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The Optimal Moment

On the Interest Toward Everyday Photography

by Róza Tekla Szilágyi

Recently, I read about how wonderful it was for the first train passengers to experience velocity and that the world, consequently, truly did open up to them. Yet, a medical journal in the 1860s referred to train travel as a wearying adventure for the eyes as much as for the brain. Why? Because, accustomed to walking and studying the horizon slowly, the gaze was almost shocked by the scenery rushing away in the image space delineated by the window frame, becoming a stream of images never to be explored in detail. Which provides us with a telling example of the extent to which visual and mental stimuli impact the ways to perceive the world. And it wasn’t even the awe of the first photographs or the spell of the first moving images, where we departed from to examine the relationship of 21st-century man to images.

Source: Horus Archives / Sándor Kardos

Today, a train ride is a walk in the park, and photos or moving images ceased to astound us; in fact, contemporary life is pervaded by the practice of perceiving or making images. The digital devices lying in our pockets and the social media applications running on them have not only turned image-making into a reflex, but developed, among the latest generations, a particularly strong awareness of photographic potential in everyday moments. The purpose of the ordinary gesture of taking a photo is no longer to document, but to communicate, to express. From photography being a magical new technology allowing for the documentation of the world, we have come to the point where not only is the world recordable, but the question of documentability partly determines our lives. It’s enough to think of the familiar scene of the birthday kid, blowing the candles on their birthday cake while surrounded by the phones of family members.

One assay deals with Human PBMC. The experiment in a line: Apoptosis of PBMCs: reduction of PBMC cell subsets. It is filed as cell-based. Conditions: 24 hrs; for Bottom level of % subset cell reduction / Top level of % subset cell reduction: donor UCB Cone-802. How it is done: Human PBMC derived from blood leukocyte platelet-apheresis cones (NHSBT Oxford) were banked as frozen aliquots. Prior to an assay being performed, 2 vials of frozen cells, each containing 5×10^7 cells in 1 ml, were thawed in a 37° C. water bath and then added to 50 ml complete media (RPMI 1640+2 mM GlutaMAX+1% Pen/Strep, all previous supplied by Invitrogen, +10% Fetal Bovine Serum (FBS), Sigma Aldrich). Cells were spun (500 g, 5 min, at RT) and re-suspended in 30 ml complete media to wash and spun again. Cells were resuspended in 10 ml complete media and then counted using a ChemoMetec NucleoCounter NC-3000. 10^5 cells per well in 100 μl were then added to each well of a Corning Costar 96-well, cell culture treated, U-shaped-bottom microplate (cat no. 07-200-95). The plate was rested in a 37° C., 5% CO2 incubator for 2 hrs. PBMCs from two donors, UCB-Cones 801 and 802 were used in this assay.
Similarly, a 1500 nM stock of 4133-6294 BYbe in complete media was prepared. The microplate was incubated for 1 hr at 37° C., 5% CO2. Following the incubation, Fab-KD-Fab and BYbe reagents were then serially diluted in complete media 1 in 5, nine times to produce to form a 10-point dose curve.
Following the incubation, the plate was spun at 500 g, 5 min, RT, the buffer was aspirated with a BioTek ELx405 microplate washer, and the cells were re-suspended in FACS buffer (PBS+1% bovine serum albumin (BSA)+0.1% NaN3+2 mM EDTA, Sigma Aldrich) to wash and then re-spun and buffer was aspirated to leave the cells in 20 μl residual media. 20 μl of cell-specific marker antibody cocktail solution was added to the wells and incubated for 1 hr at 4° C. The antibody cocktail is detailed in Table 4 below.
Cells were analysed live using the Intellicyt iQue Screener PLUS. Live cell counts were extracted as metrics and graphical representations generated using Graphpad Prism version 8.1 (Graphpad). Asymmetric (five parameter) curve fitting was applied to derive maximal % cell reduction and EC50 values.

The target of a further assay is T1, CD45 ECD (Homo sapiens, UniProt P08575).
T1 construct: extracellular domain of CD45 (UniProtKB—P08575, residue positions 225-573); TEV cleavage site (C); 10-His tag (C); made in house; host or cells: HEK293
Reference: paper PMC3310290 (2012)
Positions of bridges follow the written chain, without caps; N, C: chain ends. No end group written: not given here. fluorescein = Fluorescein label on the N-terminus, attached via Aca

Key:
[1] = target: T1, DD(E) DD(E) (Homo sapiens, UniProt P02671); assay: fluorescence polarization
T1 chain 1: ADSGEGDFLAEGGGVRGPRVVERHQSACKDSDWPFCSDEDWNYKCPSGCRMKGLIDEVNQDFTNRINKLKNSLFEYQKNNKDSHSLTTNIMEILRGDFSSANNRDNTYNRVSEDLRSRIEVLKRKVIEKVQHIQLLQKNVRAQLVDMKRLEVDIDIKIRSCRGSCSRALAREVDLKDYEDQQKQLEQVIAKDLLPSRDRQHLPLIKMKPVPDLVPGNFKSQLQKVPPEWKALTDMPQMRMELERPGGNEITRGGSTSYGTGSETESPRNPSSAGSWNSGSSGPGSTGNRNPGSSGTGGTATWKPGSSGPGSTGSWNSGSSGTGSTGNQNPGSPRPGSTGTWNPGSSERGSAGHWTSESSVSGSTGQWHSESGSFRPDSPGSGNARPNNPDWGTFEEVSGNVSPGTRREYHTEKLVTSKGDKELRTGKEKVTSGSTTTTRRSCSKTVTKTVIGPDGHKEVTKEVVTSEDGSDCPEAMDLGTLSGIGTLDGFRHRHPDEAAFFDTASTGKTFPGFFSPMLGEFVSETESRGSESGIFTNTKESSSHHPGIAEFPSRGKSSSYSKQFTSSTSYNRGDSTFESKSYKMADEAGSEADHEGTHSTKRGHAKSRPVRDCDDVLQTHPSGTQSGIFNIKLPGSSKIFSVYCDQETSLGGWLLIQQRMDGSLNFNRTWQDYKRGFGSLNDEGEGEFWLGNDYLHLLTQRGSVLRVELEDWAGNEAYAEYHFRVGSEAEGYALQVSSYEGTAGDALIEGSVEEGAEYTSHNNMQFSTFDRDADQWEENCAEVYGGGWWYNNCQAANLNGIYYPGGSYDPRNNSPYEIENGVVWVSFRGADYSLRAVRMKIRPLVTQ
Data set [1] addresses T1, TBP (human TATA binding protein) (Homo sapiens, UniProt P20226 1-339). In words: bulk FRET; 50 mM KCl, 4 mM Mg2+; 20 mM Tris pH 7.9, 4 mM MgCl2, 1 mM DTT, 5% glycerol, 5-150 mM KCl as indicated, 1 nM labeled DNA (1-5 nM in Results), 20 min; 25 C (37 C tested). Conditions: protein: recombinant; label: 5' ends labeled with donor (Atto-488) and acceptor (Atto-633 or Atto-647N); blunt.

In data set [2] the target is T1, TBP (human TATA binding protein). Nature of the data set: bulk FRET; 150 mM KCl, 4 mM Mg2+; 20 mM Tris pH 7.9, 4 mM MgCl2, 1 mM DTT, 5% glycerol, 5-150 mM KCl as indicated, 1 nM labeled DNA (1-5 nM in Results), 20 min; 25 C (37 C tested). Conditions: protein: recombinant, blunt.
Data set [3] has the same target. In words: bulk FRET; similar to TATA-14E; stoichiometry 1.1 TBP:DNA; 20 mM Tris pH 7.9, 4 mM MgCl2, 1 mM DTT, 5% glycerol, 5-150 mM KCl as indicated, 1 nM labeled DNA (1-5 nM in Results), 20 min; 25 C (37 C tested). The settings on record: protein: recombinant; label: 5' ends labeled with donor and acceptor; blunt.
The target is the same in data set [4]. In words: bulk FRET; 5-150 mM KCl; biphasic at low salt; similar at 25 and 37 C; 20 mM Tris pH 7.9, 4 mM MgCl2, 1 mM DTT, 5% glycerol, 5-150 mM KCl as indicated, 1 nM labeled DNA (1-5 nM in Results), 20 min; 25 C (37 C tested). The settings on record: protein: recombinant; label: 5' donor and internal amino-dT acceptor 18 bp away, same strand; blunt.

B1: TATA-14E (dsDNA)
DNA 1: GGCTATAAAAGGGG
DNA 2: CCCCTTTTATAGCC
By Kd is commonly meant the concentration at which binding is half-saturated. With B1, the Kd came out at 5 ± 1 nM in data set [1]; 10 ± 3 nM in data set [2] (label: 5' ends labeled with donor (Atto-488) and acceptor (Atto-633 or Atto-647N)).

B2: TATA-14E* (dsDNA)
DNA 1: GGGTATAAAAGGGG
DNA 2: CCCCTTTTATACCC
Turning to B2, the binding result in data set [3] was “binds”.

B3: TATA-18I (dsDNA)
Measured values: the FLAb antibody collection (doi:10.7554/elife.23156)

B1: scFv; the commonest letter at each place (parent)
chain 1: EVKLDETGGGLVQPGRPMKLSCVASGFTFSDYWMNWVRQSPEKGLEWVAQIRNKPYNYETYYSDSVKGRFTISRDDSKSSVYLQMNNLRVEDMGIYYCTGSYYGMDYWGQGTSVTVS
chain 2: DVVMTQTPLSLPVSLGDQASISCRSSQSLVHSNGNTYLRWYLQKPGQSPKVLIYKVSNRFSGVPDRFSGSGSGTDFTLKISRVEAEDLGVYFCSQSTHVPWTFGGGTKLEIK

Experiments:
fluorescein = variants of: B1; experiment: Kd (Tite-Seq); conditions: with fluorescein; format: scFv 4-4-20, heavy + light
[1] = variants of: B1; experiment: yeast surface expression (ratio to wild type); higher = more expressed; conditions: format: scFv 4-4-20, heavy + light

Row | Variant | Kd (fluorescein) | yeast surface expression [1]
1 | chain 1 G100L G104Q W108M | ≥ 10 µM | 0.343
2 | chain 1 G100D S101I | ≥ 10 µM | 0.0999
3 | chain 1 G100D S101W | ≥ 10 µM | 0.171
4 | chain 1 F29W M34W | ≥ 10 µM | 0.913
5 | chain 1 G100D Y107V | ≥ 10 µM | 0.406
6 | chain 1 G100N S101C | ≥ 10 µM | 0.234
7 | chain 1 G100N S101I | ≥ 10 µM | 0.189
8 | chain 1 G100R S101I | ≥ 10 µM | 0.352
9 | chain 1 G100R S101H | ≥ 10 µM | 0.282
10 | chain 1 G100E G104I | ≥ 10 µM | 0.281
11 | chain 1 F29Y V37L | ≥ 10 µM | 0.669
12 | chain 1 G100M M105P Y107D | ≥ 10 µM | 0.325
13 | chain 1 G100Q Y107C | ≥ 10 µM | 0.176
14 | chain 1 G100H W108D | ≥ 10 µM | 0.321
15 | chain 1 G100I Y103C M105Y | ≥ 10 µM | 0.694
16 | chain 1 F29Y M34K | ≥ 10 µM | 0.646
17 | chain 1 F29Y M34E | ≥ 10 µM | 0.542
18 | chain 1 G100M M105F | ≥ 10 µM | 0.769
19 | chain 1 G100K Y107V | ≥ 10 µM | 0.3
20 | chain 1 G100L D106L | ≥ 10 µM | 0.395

According to Henri Cartier-Bresson, the sole point of obtaining the technique of photography was to be able to share what one saw. Nowadays, we live in the age of banal image-making, since taking photos has become comically simple; anyone can snap pictures anytime. Remarkably, besides the interest in photos taken today, past-century vernacular photography is also drawing considerable attention. Vernacular photos are compiled into archives, and such archives (or selected images) are reinterpreted or remixed by fine artists; vernacular photography make its way into museum collections, and pictures originally taken for personal use are arranged into exhibitions. One Hungarian case is the Horus Archives, a vernacular photo collection established by cinematographer Sándor Kardos 30 years ago, comprising today around 1.5 million items. Intrigued by the spell of photography, Sándor Kardos started the archive as a pet-project, which grew into an inspiring endeavor in photo history, striving to rehabilitate memories either forgotten, or deleted by power. Fortepan, initially a one-man show by devoted collector Miklós Tamási and now a vast open-access vernacular photo collection, pursues the same idea; and it was the emergence of Fortepan that has pushed the door open. On the one hand, a variety of media outlets began using vernacular photos to illustrate articles, while on the other, vernacular photography became subject to artistic reinterpretations. The photo book Fortepan Masters – Collective Photography in the 20th Century by Szabolcs Barakonyi is made up exclusively of images from Fortepan, but an involvement with vernacular photography characterizes the works of other artists as well, such as Viktória Balogh, János Brückner, Mariann Csáky, Marcell Esterházy, Péter Forgács, Emese Góg, Csaba Nemes, or Kata Tranker.

Source: Horus Archives / Sándor Kardos

Categorizing 20th-century and contemporary everyday photos based on the questions who takes pictures, to whom, how often, and for what purpose, reveals significant differences; addressing them only requires a quick summary of the history of everyday photography, from cameras becoming widely used until the appearance of digital photography. To cite John Berger, photography became, in the 20th century, a community medium that could be used democratically. The popularity of compact cameras engendered an image-making reflex of a kind, while photojournalism contributed to the construction of the ability to face and “read” images.